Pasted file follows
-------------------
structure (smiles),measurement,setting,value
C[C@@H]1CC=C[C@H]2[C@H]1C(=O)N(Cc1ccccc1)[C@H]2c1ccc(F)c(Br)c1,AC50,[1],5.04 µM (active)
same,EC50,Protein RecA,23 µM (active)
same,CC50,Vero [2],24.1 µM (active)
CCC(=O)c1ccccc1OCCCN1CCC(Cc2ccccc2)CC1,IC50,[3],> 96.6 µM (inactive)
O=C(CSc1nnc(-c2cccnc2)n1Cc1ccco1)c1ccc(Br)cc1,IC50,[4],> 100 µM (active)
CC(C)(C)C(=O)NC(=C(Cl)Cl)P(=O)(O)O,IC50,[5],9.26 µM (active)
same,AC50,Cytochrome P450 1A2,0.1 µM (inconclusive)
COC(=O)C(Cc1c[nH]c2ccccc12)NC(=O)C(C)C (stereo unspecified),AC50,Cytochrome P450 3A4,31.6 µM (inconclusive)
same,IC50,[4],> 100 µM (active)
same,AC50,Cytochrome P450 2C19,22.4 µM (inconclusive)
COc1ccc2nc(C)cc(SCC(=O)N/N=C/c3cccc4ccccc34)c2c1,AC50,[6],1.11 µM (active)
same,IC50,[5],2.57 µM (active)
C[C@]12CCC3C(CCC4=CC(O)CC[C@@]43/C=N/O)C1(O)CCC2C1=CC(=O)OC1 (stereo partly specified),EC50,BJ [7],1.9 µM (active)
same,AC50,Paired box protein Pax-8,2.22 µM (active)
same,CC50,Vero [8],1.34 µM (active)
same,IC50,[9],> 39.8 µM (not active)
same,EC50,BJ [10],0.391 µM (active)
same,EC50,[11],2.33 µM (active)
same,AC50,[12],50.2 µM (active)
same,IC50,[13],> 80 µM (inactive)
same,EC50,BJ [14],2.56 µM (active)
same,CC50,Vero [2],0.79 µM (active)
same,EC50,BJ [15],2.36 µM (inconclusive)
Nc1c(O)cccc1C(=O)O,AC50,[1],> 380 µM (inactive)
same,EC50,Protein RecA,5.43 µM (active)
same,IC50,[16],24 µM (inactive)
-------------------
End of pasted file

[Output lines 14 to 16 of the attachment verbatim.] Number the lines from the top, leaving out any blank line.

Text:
C[C@]12CCC3C(CCC4=CC(O)CC[C@@]43/C=N/O)C1(O)CCC2C1=CC(=O)OC1 (stereo partly specified),EC50,BJ [7],1.9 µM (active)
same,AC50,Paired box protein Pax-8,2.22 µM (active)
same,CC50,Vero [8],1.34 µM (active)